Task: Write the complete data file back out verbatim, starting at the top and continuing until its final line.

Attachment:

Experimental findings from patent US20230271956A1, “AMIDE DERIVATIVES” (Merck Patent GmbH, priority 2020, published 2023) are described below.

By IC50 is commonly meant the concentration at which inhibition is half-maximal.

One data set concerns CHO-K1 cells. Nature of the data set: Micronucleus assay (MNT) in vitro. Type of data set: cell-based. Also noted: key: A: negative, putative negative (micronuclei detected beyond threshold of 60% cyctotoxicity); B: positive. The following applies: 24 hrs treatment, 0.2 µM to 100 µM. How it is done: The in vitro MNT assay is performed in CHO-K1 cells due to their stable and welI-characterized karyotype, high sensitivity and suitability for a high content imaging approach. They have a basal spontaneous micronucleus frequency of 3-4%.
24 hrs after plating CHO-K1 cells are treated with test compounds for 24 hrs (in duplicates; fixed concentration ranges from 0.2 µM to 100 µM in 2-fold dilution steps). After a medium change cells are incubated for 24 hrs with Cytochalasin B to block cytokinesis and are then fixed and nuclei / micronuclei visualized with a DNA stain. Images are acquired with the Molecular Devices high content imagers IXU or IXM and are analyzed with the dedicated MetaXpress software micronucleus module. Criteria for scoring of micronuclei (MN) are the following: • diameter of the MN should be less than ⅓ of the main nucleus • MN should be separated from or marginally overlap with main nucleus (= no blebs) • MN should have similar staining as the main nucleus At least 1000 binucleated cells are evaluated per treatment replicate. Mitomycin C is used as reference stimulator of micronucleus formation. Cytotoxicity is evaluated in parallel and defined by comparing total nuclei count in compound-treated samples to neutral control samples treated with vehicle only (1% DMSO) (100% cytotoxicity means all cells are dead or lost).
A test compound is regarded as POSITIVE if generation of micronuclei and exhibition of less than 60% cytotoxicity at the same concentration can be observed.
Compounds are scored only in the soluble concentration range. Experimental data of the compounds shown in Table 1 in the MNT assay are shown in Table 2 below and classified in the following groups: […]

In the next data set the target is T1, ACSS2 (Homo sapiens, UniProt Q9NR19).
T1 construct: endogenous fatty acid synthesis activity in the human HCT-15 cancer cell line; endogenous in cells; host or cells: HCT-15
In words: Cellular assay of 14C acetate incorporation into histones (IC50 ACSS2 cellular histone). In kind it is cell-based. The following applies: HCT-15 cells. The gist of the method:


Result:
Experimental findings from patent US20230271956A1, “AMIDE DERIVATIVES” (Merck Patent GmbH, priority 2020, published 2023) are described below.

By IC50 is commonly meant the concentration at which inhibition is half-maximal.

One data set concerns CHO-K1 cells. Nature of the data set: Micronucleus assay (MNT) in vitro. Type of data set: cell-based. Also noted: key: A: negative, putative negative (micronuclei detected beyond threshold of 60% cyctotoxicity); B: positive. The following applies: 24 hrs treatment, 0.2 µM to 100 µM. How it is done: The in vitro MNT assay is performed in CHO-K1 cells due to their stable and welI-characterized karyotype, high sensitivity and suitability for a high content imaging approach. They have a basal spontaneous micronucleus frequency of 3-4%.
24 hrs after plating CHO-K1 cells are treated with test compounds for 24 hrs (in duplicates; fixed concentration ranges from 0.2 µM to 100 µM in 2-fold dilution steps). After a medium change cells are incubated for 24 hrs with Cytochalasin B to block cytokinesis and are then fixed and nuclei / micronuclei visualized with a DNA stain. Images are acquired with the Molecular Devices high content imagers IXU or IXM and are analyzed with the dedicated MetaXpress software micronucleus module. Criteria for scoring of micronuclei (MN) are the following: • diameter of the MN should be less than ⅓ of the main nucleus • MN should be separated from or marginally overlap with main nucleus (= no blebs) • MN should have similar staining as the main nucleus At least 1000 binucleated cells are evaluated per treatment replicate. Mitomycin C is used as reference stimulator of micronucleus formation. Cytotoxicity is evaluated in parallel and defined by comparing total nuclei count in compound-treated samples to neutral control samples treated with vehicle only (1% DMSO) (100% cytotoxicity means all cells are dead or lost).
A test compound is regarded as POSITIVE if generation of micronuclei and exhibition of less than 60% cytotoxicity at the same concentration can be observed.
Compounds are scored only in the soluble concentration range. Experimental data of the compounds shown in Table 1 in the MNT assay are shown in Table 2 below and classified in the following groups: […]

In the next data set the target is T1, ACSS2 (Homo sapiens, UniProt Q9NR19).
T1 construct: endogenous fatty acid synthesis activity in the human HCT-15 cancer cell line; endogenous in cells; host or cells: HCT-15
In words: Cellular assay of 14C acetate incorporation into histones (IC50 ACSS2 cellular histone). In kind it is cell-based. The following applies: HCT-15 cells. The gist of the method: